A few years after The Flood, the first book in the Blackwater series from the late Michael McDowell, a man named Early Haskew comes to the small Alabama town of Perdido to engineer the construction of, of course, The Levee. Accepting an invitation from matriarch Mary-Love Caskey, Early moves in with her and her 33-year-old spinster daughter known as Sister. Readers know that Early has stepped into a family riven by strife and competition and manipulation, and when he is "courted" by Sister the tension rises. Mary-Love's daughter-in-law Elinor Caskey takes a dim view of Early's work, denying that a flood will ever again rise in Perdido. What does the mysterious and willful Elinor, rescued from the flood by, and now wife of, Mary-Love's son Oscar, know? How could she ever know such a thing? Well...
Meanwhile, the children play: Grace Caskey, Zaddie Sapp, and John-Robert DeBordenave, the young, mentally feeble son of one of the prominent Perdido sawmill families. Oh, the small cruelties the other youngsters inflict upon him. But another cruelty awaits him, one that pales before the taunts of thoughtless children, a cruelty beneath a foggy moon at the black river's edge and in the arms of a grimly determined woman. Definitely one of the few high points of the novel.
John Robert turned his face slowly and sadly back to the river. He stared before him at the levee construction and the muddy water that flowed silent and black behind it. What little mind and consciousness the child possessed was being burned away...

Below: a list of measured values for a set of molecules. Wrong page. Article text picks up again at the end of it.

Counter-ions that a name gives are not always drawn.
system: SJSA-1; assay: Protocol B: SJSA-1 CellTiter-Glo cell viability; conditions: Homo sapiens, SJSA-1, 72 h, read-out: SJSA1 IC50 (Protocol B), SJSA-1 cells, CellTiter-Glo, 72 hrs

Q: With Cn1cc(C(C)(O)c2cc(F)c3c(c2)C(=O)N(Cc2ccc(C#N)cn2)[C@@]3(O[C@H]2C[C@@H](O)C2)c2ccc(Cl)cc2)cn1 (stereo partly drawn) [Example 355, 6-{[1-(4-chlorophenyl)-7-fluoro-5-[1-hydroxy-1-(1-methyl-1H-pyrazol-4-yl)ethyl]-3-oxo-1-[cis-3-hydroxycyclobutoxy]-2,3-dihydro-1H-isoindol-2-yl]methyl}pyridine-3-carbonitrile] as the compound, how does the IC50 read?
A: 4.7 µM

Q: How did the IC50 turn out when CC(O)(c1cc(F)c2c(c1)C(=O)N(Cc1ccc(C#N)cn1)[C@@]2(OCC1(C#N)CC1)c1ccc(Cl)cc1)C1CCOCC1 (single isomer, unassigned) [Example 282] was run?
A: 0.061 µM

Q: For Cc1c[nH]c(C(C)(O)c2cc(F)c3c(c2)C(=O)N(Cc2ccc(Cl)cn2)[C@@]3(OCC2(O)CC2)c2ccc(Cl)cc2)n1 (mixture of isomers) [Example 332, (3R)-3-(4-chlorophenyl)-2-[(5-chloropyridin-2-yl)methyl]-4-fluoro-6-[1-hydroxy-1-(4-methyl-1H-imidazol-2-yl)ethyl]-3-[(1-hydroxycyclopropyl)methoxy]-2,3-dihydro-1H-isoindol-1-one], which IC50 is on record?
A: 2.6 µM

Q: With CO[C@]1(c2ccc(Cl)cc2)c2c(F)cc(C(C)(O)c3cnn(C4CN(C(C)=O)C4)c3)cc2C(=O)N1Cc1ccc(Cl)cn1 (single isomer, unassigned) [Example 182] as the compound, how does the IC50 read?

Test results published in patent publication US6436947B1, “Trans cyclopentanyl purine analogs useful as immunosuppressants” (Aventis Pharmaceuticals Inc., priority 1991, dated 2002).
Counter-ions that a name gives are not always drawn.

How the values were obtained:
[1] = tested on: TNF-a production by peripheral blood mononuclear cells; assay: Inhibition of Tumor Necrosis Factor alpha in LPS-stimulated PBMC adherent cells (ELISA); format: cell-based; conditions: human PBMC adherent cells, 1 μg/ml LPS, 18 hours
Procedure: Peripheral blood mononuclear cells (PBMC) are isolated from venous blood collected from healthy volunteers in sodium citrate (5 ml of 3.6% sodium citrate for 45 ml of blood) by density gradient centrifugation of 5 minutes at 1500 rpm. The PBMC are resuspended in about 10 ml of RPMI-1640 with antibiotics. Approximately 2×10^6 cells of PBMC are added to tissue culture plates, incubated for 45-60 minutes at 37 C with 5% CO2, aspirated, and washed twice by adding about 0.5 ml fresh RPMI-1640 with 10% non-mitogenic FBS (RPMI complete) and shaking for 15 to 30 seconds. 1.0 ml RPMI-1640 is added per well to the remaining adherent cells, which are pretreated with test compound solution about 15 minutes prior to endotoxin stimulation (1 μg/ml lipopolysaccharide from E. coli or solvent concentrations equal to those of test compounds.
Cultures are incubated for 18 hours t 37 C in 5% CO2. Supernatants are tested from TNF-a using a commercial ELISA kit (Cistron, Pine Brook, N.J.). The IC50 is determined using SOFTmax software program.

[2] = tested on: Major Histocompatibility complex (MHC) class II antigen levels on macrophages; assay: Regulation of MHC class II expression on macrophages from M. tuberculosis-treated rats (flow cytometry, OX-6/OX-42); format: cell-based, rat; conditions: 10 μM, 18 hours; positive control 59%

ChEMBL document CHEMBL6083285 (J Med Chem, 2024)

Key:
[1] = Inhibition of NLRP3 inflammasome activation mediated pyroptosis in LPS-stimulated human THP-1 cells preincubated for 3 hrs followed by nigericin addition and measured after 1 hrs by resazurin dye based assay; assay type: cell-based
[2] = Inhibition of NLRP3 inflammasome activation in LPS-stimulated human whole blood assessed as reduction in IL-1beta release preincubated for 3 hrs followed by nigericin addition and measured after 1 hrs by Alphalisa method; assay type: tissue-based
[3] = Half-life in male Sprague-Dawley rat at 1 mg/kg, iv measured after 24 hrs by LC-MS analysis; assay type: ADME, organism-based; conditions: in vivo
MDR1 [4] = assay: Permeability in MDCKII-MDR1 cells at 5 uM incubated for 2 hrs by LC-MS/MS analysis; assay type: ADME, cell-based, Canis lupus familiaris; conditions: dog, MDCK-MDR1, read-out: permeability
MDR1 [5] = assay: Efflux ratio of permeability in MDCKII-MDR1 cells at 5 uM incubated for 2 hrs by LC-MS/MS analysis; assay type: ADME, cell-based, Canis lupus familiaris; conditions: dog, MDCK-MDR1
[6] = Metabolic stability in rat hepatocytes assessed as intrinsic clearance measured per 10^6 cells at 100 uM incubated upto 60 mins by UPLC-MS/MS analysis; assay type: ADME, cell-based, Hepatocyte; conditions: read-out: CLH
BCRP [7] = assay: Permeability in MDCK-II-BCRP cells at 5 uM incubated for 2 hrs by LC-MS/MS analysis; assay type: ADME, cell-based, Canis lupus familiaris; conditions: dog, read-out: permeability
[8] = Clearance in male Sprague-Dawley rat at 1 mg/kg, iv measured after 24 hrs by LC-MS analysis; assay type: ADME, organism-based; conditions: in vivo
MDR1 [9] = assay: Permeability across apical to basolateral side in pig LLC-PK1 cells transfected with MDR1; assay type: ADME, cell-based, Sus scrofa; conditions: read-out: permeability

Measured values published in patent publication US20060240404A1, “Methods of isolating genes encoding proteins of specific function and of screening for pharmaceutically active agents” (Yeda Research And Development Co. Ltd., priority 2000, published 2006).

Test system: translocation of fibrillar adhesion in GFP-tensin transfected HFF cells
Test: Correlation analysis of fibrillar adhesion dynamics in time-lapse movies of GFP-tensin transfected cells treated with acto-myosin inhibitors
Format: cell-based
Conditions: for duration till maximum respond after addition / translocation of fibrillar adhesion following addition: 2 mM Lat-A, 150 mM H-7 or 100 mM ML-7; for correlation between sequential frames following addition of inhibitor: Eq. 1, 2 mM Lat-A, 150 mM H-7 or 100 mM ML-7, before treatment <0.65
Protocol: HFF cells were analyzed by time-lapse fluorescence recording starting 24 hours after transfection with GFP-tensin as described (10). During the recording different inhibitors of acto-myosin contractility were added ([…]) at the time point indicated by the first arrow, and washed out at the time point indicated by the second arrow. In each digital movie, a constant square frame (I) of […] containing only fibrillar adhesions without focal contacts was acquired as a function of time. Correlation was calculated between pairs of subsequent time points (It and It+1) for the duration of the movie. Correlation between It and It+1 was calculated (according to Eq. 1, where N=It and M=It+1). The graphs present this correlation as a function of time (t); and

All in all, though, I didn't like The Levee nearly as much as The Flood. I was expecting another bit of chilling mystery and quiet horror; what I got was a naturalistic family (melo)drama set in a small Alabama town in the 1920s. It's not really horror, as it focuses on the daily lives of its characters; only nominally does it feature the whispery supernatural aspects of the first volume. The story drifts along lazily without any real suspense in the conflicts between the various characters: Elinor and Early; two new characters, James Caskey's ex-sister-in-law Queenie Strickland and her thuggish husband Carl; Mary-Love and just about every other person in Perdido. Those conflicts are there, you just don't feel it, McDowell doesn't get under the skin where it counts.
McDowell has an easy understanding of the lengths to which some people - especially Southern women - will go to manipulate others in order to gain or regain power and respect and authority. It reads like a mild soap opera - everything is detailed in such a plain, straightforward manner that honestly it got boring, as if McDowell were simply biding time, building his dramatic arcs for later use. His style becomes more than serviceable and quite convincing when writing about the strange or supernatural, which this second volume mostly lacks. Despite my disappointment with The Levee overall, I haven't been put off the Blackwater series, and I look forward to finishing it in the new year. Speaking of the new year, I hope to acquire copies of his other novels, like Cold Moon over Babylon (1980) and Katie (1982).
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